Those residing south of Highway 4 will be represented in Dist. 11 by Democrat Mark DeSaulnier, who also took a massive lead in the race for U.S. Representative. He received 71.48 percent of the vote, or 137,617 votes; his opponent, Republican Roger Allen Petersen, received 28.52 percent, or 54,908 votes.
In the race for Senator, Kamala D. Harris, Attorney General of California, took the lead with 70.50 percent of the vote, or 183,092 votes. Loretta L. Sanchez trailed with 29.50 percent, or 76,623 votes.
In Contra Costa County, voters favored Democrat Hillary Clinton in the Executive race for President and Vice President. Clinton received 67.22 percent, or 201,936 votes. Donald J. Trump received 25.55 percent, or 76,743. By a huge margin, Libertarian candidate Gary Johnson trailed with 3.21 percent, or 9,656; while Green Party candidate Jill Stein followed with 1.54 percent, or 4,638 votes. Next were the write-ins with 2.18 percent, or 6,559 votes, followed by Peace and Freedom Party candidate Gloria Estela La Riva, with .30 percent, or 888 votes.
Martinez’s Measure D received the required 2/3rds majority vote with 71.35 percent, or 8,342 voting yes. Naysayers comprised 28.65 percent of the vote, or 3,349 votes. The half cent sales tax of 15 years will provide funds for improvement and maintenance of Martinez roadways.
Measure R, the $120,000,000 bond for Martinez Unified School District, received its required 55 percent, with 66.19 percent voting yes, or 5,784 votes in the affirmative. The funds will go towards renovation of campuses and technology upgrades.
Measure X, augmenting the sales tax by 1/2 percent to raise $97 million for transportation improvements, passed – at least in the unofficial election results. At presstime, the measure received 62.54 percent of the vote, or 175,321. About 37.46 percent voted no, or 105,029.
Measure RR regarding BART safety also required 2/3rds of the vote to pass, but it failed by a narrow margin. About 59.54 percent voted in the affirmative for the measure, or 165,733. But 40.46 percent, or 112,610, voted no.
Prop 51 to fund K-12 school and community college facilities passed with 55.12 percent, or 159,120 votes.
Prop 52, a Medi-Cal hospital fee program initiative also passed with 70.03 percent of the vote, or 200,235 votes. Prop 52 will extend indefinitely an existing statute that imposes fees on hospitals to fund Medi-Cal.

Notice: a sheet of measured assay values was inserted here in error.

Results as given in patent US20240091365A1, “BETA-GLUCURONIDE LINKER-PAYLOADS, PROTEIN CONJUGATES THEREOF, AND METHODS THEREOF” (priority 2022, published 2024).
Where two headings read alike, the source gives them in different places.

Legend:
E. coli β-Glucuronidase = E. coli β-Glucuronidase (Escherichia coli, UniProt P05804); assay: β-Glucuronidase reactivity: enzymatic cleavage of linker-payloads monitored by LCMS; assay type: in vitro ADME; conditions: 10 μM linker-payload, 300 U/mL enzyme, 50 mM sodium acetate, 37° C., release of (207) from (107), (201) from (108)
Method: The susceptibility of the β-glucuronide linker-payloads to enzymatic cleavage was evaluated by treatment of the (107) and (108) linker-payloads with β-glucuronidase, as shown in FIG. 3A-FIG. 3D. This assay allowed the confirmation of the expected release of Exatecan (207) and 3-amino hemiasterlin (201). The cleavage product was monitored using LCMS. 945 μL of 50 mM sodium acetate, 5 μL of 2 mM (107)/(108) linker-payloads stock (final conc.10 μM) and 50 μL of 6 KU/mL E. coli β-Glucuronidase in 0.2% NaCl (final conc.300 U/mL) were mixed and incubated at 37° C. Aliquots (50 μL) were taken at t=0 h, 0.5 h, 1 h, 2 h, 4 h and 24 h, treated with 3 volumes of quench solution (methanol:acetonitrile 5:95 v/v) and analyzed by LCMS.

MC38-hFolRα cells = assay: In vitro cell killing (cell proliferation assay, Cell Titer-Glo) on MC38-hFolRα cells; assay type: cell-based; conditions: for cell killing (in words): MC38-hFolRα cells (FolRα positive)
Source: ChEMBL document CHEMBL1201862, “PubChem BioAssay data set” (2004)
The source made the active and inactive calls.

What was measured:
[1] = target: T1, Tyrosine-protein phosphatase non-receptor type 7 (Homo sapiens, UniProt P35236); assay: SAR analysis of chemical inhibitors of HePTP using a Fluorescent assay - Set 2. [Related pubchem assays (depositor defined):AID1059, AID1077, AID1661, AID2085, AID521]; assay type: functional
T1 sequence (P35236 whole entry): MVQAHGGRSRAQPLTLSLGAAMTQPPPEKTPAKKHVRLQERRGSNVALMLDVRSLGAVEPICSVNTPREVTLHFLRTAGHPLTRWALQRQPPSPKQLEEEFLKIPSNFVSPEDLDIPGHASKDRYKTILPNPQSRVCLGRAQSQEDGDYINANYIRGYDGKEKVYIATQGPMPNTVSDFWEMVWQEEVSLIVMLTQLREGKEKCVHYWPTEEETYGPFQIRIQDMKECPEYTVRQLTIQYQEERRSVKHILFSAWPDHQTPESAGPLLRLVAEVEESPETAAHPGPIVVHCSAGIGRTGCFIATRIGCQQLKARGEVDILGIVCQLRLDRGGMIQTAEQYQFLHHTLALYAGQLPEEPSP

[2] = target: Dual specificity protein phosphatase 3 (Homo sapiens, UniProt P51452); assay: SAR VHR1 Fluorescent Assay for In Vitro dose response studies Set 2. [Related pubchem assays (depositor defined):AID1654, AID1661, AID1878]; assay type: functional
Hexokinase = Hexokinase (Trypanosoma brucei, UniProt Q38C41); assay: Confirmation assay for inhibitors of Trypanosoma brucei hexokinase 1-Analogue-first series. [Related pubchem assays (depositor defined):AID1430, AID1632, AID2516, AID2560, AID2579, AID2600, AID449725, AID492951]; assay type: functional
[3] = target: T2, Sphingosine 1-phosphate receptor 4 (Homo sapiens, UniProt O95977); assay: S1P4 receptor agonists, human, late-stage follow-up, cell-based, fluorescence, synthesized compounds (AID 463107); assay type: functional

Prop 53 failed, with 54.83 percent, or 154,718 voting against the measure that would have required statewide voter approval before revenue bonds exceeding $2 billion could be issued or sold.
Prop 54, requiring bills be published online for at least 72 hours prior to a vote, passed with 61.43 percent, or 173,061 votes.
Prop 55 extending temporary personal income tax increases to those earning over $250,000, passed with 63.52 percent of the vote, or 183,449 votes.
The cigarette tax to fund healthcare, prevention, research and law enforcement passed. Prop 56 received 67.78 percent of the vote, or 199,791 votes.
Prop 57 allowing parole consideration for nonviolent felons passed with 69.43 percent, or 198,802 votes.
Prop 58, requiring public school students obtain English language proficiency, also passed with 75.55 percent of the vote, with 215,014 votes.
Prop 59, regarding whether officials may propose ratifying the Constitution to overturn Citizens United v. Federal Election Commission also passed, with 56.92 percent of the vote, or 154,762. Citizens United deals with the regulation of campaign spending by organizations wherein “corporations are people.”
Prop 60, requiring adult film performers wear condoms during filming of sexual intercourse failed, with 56.90 percent voting against the regulation. About 43.10 percent voted in the affirmative.
Prop 61, prohibiting the state from buying prescription drugs from manufacturers at a price over the lowest price paid by the U.S. Department of Veterans Affairs, passed with 51.39 percent of the vote, or 145,207 votes.
Prop 62 may be up for questioning as the election goes through the certification process. About 50.22 percent voted yes on repealing the death penalty and replacing it with life imprisonment without the possibility of parole. About 49.78 percent voted no, or 144,963 votes.
The firearms and ammunition Proposition, or Prop 63 requiring background checks and Department of Justice authorization to purchase ammunition, passed with 69.50 percent, or 203,920 votes.
California voters also approved the legalization of marijuana for use by adults over age 21, with 60.06 voting in the affirmative for Prop 64.
Prop 65, mandating the sale of carryout bags in grocery and certain other retail stores, failed. About 53.09 percent of voters said no to the statewide sale of bags.
Prop 66, changing procedures governing state court challenges to death sentences, also failed with 51.96 percent of voters casting their vote against the change. That’s 143,215 votes against.
And finally, Prop 67, the ban on single-use plastic bags, was passed with 57.03 percent of the vote, or 165,493 votes in the affirmative.